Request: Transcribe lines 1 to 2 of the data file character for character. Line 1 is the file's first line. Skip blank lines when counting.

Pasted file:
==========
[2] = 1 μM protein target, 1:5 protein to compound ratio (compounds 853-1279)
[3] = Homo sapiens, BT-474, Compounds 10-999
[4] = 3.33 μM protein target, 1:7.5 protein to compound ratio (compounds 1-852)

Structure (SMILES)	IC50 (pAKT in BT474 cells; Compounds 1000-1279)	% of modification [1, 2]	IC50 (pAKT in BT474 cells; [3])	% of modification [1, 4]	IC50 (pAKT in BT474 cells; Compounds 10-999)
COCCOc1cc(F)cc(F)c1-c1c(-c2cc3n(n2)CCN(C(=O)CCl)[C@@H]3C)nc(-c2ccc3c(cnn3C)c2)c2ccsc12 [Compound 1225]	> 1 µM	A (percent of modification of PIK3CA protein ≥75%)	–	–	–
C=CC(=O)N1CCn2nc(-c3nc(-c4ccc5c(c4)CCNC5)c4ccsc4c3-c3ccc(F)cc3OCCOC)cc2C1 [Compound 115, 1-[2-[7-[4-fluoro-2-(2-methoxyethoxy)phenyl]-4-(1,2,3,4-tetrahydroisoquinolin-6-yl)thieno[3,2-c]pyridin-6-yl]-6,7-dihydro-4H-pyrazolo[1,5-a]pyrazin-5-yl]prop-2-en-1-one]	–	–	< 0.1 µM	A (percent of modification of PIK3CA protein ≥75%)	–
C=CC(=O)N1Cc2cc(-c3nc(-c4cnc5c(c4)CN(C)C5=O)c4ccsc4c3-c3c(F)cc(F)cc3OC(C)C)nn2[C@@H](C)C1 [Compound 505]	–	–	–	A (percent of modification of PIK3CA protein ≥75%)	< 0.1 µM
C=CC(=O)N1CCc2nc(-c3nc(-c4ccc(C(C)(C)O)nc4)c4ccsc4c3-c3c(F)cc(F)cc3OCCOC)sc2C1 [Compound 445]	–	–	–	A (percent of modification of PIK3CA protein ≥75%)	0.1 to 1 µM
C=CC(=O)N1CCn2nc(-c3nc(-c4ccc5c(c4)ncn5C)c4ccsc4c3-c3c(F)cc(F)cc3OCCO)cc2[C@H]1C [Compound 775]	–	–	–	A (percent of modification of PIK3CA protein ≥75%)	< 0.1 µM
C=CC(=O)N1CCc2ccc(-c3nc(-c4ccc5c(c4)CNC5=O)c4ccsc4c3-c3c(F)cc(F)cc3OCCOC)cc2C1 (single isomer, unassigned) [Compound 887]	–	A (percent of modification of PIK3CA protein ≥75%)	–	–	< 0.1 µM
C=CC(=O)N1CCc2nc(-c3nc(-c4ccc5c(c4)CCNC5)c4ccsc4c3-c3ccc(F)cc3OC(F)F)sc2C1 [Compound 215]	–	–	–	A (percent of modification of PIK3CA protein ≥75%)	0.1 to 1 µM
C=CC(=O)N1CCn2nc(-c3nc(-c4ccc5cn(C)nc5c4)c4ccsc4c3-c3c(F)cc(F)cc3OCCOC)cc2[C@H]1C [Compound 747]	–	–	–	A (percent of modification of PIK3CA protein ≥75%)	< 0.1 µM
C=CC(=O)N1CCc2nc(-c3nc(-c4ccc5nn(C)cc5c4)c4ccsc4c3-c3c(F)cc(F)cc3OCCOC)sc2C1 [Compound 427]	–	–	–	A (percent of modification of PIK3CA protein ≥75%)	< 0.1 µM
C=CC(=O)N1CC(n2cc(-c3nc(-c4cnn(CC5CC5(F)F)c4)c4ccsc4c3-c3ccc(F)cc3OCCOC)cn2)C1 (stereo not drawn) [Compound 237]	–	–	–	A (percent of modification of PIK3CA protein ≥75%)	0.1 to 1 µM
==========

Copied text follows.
[2] = 1 μM protein target, 1:5 protein to compound ratio (compounds 853-1279)
[3] = Homo sapiens, BT-474, Compounds 10-999